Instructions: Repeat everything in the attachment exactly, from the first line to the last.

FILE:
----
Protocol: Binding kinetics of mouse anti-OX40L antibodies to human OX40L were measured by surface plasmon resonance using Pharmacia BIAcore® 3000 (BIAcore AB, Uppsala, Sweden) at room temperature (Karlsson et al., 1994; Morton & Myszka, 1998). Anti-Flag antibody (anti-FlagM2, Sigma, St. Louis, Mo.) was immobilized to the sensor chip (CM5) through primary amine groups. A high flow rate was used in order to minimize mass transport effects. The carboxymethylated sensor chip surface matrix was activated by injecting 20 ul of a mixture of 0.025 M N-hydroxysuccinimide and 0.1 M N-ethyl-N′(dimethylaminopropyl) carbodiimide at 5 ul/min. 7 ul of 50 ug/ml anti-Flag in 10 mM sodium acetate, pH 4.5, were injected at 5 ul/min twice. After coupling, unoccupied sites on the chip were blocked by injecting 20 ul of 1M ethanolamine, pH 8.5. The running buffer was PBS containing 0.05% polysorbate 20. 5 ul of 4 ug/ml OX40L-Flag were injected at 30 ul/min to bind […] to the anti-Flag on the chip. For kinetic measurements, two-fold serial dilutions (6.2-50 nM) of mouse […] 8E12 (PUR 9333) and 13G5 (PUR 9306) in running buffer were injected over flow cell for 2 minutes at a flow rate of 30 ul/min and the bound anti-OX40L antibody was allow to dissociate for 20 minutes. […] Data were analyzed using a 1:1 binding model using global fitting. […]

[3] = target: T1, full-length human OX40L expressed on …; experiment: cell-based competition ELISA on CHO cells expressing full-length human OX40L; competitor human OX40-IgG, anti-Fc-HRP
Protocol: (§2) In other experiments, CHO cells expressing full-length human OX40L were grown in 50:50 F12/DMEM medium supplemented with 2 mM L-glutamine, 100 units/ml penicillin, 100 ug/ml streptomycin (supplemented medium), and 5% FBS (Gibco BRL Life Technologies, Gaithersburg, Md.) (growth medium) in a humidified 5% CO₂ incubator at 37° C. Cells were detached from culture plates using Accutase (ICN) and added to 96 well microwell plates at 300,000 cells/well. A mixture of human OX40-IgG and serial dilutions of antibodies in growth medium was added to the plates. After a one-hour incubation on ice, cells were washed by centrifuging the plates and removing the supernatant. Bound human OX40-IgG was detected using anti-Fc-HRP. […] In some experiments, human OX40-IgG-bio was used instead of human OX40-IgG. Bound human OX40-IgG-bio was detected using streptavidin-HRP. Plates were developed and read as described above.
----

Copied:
Protocol: Binding kinetics of mouse anti-OX40L antibodies to human OX40L were measured by surface plasmon resonance using Pharmacia BIAcore® 3000 (BIAcore AB, Uppsala, Sweden) at room temperature (Karlsson et al., 1994; Morton & Myszka, 1998). Anti-Flag antibody (anti-FlagM2, Sigma, St. Louis, Mo.) was immobilized to the sensor chip (CM5) through primary amine groups. A high flow rate was used in order to minimize mass transport effects. The carboxymethylated sensor chip surface matrix was activated by injecting 20 ul of a mixture of 0.025 M N-hydroxysuccinimide and 0.1 M N-ethyl-N′(dimethylaminopropyl) carbodiimide at 5 ul/min. 7 ul of 50 ug/ml anti-Flag in 10 mM sodium acetate, pH 4.5, were injected at 5 ul/min twice. After coupling, unoccupied sites on the chip were blocked by injecting 20 ul of 1M ethanolamine, pH 8.5. The running buffer was PBS containing 0.05% polysorbate 20. 5 ul of 4 ug/ml OX40L-Flag were injected at 30 ul/min to bind […] to the anti-Flag on the chip. For kinetic measurements, two-fold serial dilutions (6.2-50 nM) of mouse […] 8E12 (PUR 9333) and 13G5 (PUR 9306) in running buffer were injected over flow cell for 2 minutes at a flow rate of 30 ul/min and the bound anti-OX40L antibody was allow to dissociate for 20 minutes. […] Data were analyzed using a 1:1 binding model using global fitting. […]

[3] = target: T1, full-length human OX40L expressed on …; experiment: cell-based competition ELISA on CHO cells expressing full-length human OX40L; competitor human OX40-IgG, anti-Fc-HRP
Protocol: (§2) In other experiments, CHO cells expressing full-length human OX40L were grown in 50:50 F12/DMEM medium supplemented with 2 mM L-glutamine, 100 units/ml penicillin, 100 ug/ml streptomycin (supplemented medium), and 5% FBS (Gibco BRL Life Technologies, Gaithersburg, Md.) (growth medium) in a humidified 5% CO₂ incubator at 37° C. Cells were detached from culture plates using Accutase (ICN) and added to 96 well microwell plates at 300,000 cells/well. A mixture of human OX40-IgG and serial dilutions of antibodies in growth medium was added to the plates. After a one-hour incubation on ice, cells were washed by centrifuging the plates and removing the supernatant. Bound human OX40-IgG was detected using anti-Fc-HRP. […] In some experiments, human OX40-IgG-bio was used instead of human OX40-IgG. Bound human OX40-IgG-bio was detected using streptavidin-HRP. Plates were developed and read as described above.